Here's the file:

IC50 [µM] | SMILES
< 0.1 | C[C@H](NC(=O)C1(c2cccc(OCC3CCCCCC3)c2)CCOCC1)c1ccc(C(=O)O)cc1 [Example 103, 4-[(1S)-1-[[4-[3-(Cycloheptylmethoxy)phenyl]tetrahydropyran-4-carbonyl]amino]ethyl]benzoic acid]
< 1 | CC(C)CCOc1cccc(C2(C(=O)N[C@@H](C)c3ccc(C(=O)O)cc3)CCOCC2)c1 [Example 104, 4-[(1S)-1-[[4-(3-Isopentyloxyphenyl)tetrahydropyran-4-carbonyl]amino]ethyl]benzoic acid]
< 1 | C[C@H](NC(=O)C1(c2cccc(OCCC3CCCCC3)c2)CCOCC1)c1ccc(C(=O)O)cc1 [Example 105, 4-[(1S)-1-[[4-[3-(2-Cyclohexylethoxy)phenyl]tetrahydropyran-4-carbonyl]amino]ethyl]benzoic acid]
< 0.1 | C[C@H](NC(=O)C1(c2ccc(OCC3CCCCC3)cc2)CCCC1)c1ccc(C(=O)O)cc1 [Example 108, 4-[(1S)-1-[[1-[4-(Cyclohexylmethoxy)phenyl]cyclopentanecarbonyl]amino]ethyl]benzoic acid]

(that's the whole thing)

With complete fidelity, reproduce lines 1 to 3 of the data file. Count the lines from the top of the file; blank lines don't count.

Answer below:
IC50 [µM] | SMILES
< 0.1 | C[C@H](NC(=O)C1(c2cccc(OCC3CCCCCC3)c2)CCOCC1)c1ccc(C(=O)O)cc1 [Example 103, 4-[(1S)-1-[[4-[3-(Cycloheptylmethoxy)phenyl]tetrahydropyran-4-carbonyl]amino]ethyl]benzoic acid]
< 1 | CC(C)CCOc1cccc(C2(C(=O)N[C@@H](C)c3ccc(C(=O)O)cc3)CCOCC2)c1 [Example 104, 4-[(1S)-1-[[4-(3-Isopentyloxyphenyl)tetrahydropyran-4-carbonyl]amino]ethyl]benzoic acid]